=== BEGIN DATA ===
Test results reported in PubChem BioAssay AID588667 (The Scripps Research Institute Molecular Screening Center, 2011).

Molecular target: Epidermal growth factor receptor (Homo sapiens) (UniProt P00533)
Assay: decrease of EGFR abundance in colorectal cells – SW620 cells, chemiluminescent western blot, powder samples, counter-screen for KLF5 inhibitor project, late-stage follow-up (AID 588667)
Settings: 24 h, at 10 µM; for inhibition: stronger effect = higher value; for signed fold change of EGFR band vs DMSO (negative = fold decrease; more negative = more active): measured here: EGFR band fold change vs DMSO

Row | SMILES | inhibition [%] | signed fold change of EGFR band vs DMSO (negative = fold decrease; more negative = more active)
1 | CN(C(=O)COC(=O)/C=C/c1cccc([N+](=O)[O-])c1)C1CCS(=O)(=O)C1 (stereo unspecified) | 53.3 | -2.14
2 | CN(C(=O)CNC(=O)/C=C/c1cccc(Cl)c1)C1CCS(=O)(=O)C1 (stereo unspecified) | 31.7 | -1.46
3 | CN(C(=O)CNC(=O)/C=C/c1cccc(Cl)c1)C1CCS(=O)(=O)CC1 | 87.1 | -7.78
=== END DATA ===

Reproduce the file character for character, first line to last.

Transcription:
Test results reported in PubChem BioAssay AID588667 (The Scripps Research Institute Molecular Screening Center, 2011).

Molecular target: Epidermal growth factor receptor (Homo sapiens) (UniProt P00533)
Assay: decrease of EGFR abundance in colorectal cells – SW620 cells, chemiluminescent western blot, powder samples, counter-screen for KLF5 inhibitor project, late-stage follow-up (AID 588667)
Settings: 24 h, at 10 µM; for inhibition: stronger effect = higher value; for signed fold change of EGFR band vs DMSO (negative = fold decrease; more negative = more active): measured here: EGFR band fold change vs DMSO

Row | SMILES | inhibition [%] | signed fold change of EGFR band vs DMSO (negative = fold decrease; more negative = more active)
1 | CN(C(=O)COC(=O)/C=C/c1cccc([N+](=O)[O-])c1)C1CCS(=O)(=O)C1 (stereo unspecified) | 53.3 | -2.14
2 | CN(C(=O)CNC(=O)/C=C/c1cccc(Cl)c1)C1CCS(=O)(=O)C1 (stereo unspecified) | 31.7 | -1.46
3 | CN(C(=O)CNC(=O)/C=C/c1cccc(Cl)c1)C1CCS(=O)(=O)CC1 | 87.1 | -7.78